Big Trouble in Little China comes on a 50 GB dual layer BluRay. The film is presented in a 1080 progressive anamorphic widescreen. Colors look vibrant and at times literally leap off the screen. Grain looks natural, details look crisp and black levels look great throughout. There are no issues with DNR or compression.
This release comes with three audio options, a DTS-HD 5.1 mix in English and a DTS-HD Stereo mix in English. Though both mixes sound very good, the obvious winner of the two is the DTS-HD 5.1 mix in English. Dialog always comes through clearly, everything sounds balanced and robust when it needs to. Range wise things sound great considering the age of the film, with the actions sequences being the moments that really standout during this mix. The third audio option is the film’s isolated score in a DTS-HD 5.1. Also included with this release are removable English SDH subtitles.
Extras for this release include a image gallery, a music video, T.V. spots, trailers, deleted scenes & extended ending, a vintage featurette, an audio commentary with actor Kurt Russell and director John Carpenter and six interviews, the first interview with John Carpenter (12 minutes 16 seconds – anamorphic widescreen), the second interview with Kurt Russell (20 minutes 59 seconds – anamorphic widescreen), the third interview with cinematographer Dean Cundey (15 minutes 40 seconds – anamorphic widescreen), the fourth interview with producer Larry Franco (15 minutes 22 seconds – anamorphic widescreen), the fifth interview with stuntman Jeff Imada (12 minutes 32 seconds – anamorphic widescreen) and the sixth interview with special effects Richard Edlund (13 minutes 27 seconds – anamorphic widescreen).
Topics discussed in the John Carpenter interview include, how the success of Starman lead to him getting hired for Big Trouble in Little China, his fondness for the martial arts genre, the cast, shooting most of the film on sets, the film’s score, the difficulties of working for a major Hollywood studio and how this film has become a cult movie. Topics discussed in the interview with Kurt Russell include, working with John Carpenter, who he based the Jack Burton character on, the cast, the martial arts sequences, this film’s ill fated release and subsequence popularity on home video. Topics discussed in the Dean Cundey interview include, the Halloween film franchise, working with John Carpenter, the martial arts sequences and production design. Topics discussed in the Larry Franco interview include, how Kurt Russell introduced him to John Carpenter and their subsequent collaborations. Topics discussed in the Jeff Imada interview include, the cast, stunt work and the martial arts sequences. Topics discussed in the Richard Edlund interview include, the films special effects.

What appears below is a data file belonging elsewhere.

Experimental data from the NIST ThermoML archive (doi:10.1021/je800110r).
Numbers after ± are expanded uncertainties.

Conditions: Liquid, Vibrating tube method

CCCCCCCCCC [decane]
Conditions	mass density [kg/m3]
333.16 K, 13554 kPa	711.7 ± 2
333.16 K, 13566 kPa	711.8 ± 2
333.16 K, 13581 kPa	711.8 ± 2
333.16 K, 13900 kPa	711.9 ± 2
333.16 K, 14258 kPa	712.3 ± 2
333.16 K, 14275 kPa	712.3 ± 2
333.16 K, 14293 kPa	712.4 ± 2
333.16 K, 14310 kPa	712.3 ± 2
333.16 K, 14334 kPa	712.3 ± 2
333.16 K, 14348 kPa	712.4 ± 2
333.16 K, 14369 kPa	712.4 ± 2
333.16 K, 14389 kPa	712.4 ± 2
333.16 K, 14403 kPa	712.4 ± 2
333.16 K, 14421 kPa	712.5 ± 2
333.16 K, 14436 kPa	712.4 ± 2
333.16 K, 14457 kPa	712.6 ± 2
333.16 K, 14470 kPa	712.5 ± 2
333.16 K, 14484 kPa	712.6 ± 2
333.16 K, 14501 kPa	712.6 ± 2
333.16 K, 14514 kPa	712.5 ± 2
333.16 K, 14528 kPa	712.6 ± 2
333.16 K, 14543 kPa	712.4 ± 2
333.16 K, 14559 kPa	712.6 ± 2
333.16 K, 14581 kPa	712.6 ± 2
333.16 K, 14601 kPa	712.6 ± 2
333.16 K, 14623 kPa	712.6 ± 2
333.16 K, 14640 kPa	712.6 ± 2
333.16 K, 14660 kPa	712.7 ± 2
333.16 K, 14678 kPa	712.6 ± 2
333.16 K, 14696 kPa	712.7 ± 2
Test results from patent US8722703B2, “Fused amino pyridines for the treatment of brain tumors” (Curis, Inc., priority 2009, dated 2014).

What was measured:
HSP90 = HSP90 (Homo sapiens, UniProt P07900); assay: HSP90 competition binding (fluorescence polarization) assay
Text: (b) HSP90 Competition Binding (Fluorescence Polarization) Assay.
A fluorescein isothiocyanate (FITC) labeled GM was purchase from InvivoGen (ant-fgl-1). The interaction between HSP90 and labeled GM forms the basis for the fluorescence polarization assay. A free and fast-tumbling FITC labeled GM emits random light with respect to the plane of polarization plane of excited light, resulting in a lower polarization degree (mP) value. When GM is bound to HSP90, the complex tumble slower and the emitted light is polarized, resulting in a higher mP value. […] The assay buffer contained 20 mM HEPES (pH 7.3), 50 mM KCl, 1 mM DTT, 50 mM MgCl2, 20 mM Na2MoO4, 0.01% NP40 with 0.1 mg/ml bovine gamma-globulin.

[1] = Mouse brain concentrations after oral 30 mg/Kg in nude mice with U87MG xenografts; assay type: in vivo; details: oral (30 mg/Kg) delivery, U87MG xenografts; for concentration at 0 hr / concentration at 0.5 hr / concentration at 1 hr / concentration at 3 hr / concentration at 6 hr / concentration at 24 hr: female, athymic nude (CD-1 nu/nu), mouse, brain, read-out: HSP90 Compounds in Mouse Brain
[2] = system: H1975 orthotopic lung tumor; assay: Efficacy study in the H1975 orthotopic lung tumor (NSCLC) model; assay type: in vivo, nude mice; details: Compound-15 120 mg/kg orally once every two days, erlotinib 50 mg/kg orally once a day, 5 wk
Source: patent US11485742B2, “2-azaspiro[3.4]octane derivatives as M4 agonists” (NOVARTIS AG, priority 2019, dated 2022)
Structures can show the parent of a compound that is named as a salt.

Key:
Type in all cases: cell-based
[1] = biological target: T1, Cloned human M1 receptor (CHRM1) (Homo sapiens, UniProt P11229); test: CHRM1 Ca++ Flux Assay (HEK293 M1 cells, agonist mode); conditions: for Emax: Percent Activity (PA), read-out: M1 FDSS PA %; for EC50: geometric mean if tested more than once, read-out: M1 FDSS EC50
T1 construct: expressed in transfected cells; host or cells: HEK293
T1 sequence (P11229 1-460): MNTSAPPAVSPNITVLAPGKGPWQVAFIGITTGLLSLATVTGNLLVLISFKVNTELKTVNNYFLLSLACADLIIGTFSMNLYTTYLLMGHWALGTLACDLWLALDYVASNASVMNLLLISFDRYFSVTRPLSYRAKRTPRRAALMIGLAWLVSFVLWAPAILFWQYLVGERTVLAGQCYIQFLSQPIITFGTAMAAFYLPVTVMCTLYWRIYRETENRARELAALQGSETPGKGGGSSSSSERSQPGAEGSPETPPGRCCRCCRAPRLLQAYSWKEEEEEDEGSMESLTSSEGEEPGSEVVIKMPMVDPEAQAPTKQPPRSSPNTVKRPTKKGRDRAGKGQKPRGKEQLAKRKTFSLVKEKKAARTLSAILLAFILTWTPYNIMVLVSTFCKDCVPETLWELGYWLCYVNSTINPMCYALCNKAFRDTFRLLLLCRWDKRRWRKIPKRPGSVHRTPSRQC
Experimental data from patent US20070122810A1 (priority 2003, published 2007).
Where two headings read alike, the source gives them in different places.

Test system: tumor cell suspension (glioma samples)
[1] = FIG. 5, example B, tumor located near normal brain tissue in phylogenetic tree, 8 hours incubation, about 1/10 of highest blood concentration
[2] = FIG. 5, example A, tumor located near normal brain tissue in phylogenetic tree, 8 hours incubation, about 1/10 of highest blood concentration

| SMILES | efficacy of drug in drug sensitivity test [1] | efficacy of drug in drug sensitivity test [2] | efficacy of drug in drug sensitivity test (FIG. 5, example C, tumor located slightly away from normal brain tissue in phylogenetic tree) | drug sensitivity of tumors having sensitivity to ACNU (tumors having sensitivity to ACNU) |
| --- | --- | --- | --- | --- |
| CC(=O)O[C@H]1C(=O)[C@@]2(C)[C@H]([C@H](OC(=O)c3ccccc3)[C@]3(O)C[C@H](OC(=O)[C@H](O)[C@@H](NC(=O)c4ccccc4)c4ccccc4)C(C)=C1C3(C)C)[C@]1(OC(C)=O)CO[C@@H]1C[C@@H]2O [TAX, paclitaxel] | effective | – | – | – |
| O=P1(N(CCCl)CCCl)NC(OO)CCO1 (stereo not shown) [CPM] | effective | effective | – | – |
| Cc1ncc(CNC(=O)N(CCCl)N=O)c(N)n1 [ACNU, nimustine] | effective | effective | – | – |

Rounding out the extras is a Reversible Sleeve featuring original and newly commissioned artwork by Jay Shaw, a booklet featuring new writing on the film by John Kenneth Muir, author of The Films of John Carpenter, a re-print of an article on the effects of the film from American Cinematographer, illustrated with archive stills and posters. Overall Big Trouble in Little China gets an exceptional release from Arrow Video, highly recommended.